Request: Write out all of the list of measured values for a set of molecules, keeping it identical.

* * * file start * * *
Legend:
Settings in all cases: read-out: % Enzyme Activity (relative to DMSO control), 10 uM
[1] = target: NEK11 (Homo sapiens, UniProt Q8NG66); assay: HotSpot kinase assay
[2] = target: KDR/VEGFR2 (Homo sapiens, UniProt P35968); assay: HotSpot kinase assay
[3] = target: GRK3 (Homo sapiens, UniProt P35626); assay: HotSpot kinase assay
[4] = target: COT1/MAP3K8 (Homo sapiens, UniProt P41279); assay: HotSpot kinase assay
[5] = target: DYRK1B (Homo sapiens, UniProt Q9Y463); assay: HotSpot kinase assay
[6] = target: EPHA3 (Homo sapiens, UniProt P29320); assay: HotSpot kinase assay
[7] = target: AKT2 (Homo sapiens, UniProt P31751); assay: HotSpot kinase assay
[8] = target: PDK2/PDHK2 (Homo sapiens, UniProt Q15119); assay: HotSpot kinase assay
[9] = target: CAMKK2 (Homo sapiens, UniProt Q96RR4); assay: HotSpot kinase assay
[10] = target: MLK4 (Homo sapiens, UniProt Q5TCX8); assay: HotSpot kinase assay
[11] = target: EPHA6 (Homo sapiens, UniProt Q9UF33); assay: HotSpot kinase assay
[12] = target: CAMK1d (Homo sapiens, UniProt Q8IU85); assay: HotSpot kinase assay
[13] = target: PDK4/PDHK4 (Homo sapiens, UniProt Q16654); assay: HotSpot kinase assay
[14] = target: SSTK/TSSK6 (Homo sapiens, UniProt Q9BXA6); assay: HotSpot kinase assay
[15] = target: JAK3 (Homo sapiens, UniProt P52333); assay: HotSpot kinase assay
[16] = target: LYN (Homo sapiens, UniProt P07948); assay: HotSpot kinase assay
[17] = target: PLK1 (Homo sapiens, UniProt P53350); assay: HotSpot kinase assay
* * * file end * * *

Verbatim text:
Legend:
Settings in all cases: read-out: % Enzyme Activity (relative to DMSO control), 10 uM
[1] = target: NEK11 (Homo sapiens, UniProt Q8NG66); assay: HotSpot kinase assay
[2] = target: KDR/VEGFR2 (Homo sapiens, UniProt P35968); assay: HotSpot kinase assay
[3] = target: GRK3 (Homo sapiens, UniProt P35626); assay: HotSpot kinase assay
[4] = target: COT1/MAP3K8 (Homo sapiens, UniProt P41279); assay: HotSpot kinase assay
[5] = target: DYRK1B (Homo sapiens, UniProt Q9Y463); assay: HotSpot kinase assay
[6] = target: EPHA3 (Homo sapiens, UniProt P29320); assay: HotSpot kinase assay
[7] = target: AKT2 (Homo sapiens, UniProt P31751); assay: HotSpot kinase assay
[8] = target: PDK2/PDHK2 (Homo sapiens, UniProt Q15119); assay: HotSpot kinase assay
[9] = target: CAMKK2 (Homo sapiens, UniProt Q96RR4); assay: HotSpot kinase assay
[10] = target: MLK4 (Homo sapiens, UniProt Q5TCX8); assay: HotSpot kinase assay
[11] = target: EPHA6 (Homo sapiens, UniProt Q9UF33); assay: HotSpot kinase assay
[12] = target: CAMK1d (Homo sapiens, UniProt Q8IU85); assay: HotSpot kinase assay
[13] = target: PDK4/PDHK4 (Homo sapiens, UniProt Q16654); assay: HotSpot kinase assay
[14] = target: SSTK/TSSK6 (Homo sapiens, UniProt Q9BXA6); assay: HotSpot kinase assay
[15] = target: JAK3 (Homo sapiens, UniProt P52333); assay: HotSpot kinase assay
[16] = target: LYN (Homo sapiens, UniProt P07948); assay: HotSpot kinase assay
[17] = target: PLK1 (Homo sapiens, UniProt P53350); assay: HotSpot kinase assay